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Richard Gregory's Exploratory


Correspondence and 2am phone calls with Richard Gregory
Oliver Sacks Scientist
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Whenever I went to England I would spend time with him, we had many letters, and there were phone calls. I’m afraid I sometimes phoned him in the middle of the night. There was one occasion… I used to do… I used to cycle at night at one point when I lived on City Island, I would cycle at night because there was no traffic, I would get up at two o’clock and cycle for a couple of hours. And I noticed an odd thing, that sometimes, if I looked at the spokes of the wheel as it was revolving, there might be a moment when it was suddenly still, like a sort of strobe photograph or still photograph, and I was fascinated by this.

And I... and whenever visual things happen or other things, I instantly phoned Richard Gregory, I mean, there’s no hesitation. I think I failed to realised then that it was still in the middle of the night for Richard, but we discussed what this meant: was it due to the oscillating current from my dynamo? Was it due to the jerking movements of the eye one has? Or did it indicate that, in fact, the brain might construct a sense of motion from a series of... of stills. He didn’t mind me phoning him in the middle of the night, and I think he would go straight from... from sleep to sort of, full blaze intellectuality.

Oliver Sacks (1933-2015) was born in England. Having obtained his medical degree at Oxford University, he moved to the USA. There he worked as a consultant neurologist at Beth Abraham Hospital where in 1966, he encountered a group of survivors of the global sleepy sickness of 1916-1927. Sacks treated these patients with the then-experimental drug L-Dopa producing astounding results which he described in his book Awakenings. Further cases of neurological disorders were described by Sacks with exceptional sympathy in another major book entitled The Man Who Mistook His Wife For A Hat which became an instant best seller on its publication in 1985. His other books drew on his rich experiences as a neurologist gleaned over almost five decades of professional practice. Sacks's work was recognized by prestigious institutions which awarded him numerous honours and prizes. These included the Lewis Thomas Prize given by Rockefeller University, which recognizes the scientist as poet. He was an honorary fellow of both the American Academy of Arts and Letters and the American Academy of Arts and Sciences, and held honorary degrees from many universities, including Oxford, the Karolinska Institute, Georgetown, Bard, Gallaudet, Tufts, and the Catholic University of Peru.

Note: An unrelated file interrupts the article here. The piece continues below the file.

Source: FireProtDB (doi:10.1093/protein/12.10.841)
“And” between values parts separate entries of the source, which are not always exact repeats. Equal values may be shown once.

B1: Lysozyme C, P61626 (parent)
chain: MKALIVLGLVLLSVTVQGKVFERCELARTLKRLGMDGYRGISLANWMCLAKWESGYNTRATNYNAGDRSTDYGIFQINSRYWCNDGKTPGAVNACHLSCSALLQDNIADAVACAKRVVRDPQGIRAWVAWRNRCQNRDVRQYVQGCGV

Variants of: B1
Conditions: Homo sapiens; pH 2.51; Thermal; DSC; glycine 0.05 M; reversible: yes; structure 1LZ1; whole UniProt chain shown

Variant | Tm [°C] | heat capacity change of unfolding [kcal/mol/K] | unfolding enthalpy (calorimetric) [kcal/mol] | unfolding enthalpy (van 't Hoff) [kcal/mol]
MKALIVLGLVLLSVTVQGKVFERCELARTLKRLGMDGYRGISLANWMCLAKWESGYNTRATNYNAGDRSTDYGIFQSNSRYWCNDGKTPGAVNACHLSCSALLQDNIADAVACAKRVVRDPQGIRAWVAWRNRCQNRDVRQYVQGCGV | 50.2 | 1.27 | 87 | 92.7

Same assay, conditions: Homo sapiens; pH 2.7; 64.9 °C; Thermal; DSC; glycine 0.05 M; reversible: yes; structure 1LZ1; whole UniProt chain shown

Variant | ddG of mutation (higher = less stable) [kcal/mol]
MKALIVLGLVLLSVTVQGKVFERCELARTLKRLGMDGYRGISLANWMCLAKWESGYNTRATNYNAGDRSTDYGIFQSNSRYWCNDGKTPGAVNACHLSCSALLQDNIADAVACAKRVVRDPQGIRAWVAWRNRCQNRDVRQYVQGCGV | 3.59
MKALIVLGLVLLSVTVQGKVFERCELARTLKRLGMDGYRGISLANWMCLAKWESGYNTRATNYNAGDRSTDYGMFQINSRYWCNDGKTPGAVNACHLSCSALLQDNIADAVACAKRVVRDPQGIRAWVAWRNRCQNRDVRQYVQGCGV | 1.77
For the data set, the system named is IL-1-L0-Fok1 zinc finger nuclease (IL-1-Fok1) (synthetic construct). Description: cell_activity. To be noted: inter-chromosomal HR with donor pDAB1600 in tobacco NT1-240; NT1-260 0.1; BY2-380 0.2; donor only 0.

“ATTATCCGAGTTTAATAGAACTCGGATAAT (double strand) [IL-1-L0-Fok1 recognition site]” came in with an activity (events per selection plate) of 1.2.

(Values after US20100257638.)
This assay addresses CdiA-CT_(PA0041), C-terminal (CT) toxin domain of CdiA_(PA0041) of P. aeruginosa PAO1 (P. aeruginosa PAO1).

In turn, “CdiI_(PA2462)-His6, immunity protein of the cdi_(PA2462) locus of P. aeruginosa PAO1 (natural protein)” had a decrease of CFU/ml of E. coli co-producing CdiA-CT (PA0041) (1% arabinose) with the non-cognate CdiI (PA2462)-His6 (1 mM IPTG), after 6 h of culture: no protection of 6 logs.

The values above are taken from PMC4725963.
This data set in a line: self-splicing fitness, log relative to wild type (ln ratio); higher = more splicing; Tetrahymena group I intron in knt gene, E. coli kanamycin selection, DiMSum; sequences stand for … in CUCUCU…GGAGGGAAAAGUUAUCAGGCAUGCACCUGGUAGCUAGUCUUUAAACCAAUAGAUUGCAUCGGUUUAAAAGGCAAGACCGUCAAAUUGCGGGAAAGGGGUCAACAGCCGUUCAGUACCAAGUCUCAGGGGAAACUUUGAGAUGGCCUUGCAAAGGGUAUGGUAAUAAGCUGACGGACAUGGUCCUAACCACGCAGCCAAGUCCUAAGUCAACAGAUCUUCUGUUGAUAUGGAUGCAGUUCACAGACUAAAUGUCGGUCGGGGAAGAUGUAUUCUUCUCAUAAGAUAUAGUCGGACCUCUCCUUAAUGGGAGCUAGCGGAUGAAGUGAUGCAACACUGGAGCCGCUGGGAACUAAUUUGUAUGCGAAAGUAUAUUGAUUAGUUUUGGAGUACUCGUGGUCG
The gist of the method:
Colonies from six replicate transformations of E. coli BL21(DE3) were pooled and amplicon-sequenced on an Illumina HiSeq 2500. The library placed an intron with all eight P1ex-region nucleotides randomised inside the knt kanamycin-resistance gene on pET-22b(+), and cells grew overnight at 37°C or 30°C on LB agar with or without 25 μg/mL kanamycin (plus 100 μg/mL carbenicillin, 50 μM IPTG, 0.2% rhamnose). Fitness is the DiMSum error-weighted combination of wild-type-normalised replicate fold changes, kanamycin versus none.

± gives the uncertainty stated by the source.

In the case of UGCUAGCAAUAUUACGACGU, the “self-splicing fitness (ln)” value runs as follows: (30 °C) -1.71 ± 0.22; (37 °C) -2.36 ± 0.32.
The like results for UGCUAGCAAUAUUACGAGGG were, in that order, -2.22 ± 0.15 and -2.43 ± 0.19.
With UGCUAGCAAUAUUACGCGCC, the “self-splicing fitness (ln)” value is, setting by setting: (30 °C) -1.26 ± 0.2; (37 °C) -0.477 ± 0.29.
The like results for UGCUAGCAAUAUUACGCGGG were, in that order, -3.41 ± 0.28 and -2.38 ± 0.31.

Listeners: Kate Edgar

Kate Edgar, previously Managing Editor at the Summit Books division of Simon and Schuster, began working with Oliver Sacks in 1983. She has served as editor and researcher on all of his books, and has been closely involved with various films and adaptations based on his work. As friend, assistant, and collaborator, she has accompanied Dr Sacks on many adventures around the world, clinical and otherwise.

Tags: City Island, Richard Gregory

Duration: 1 minute, 4 seconds

Date story recorded: September 2011

Date story went live: 02 October 2012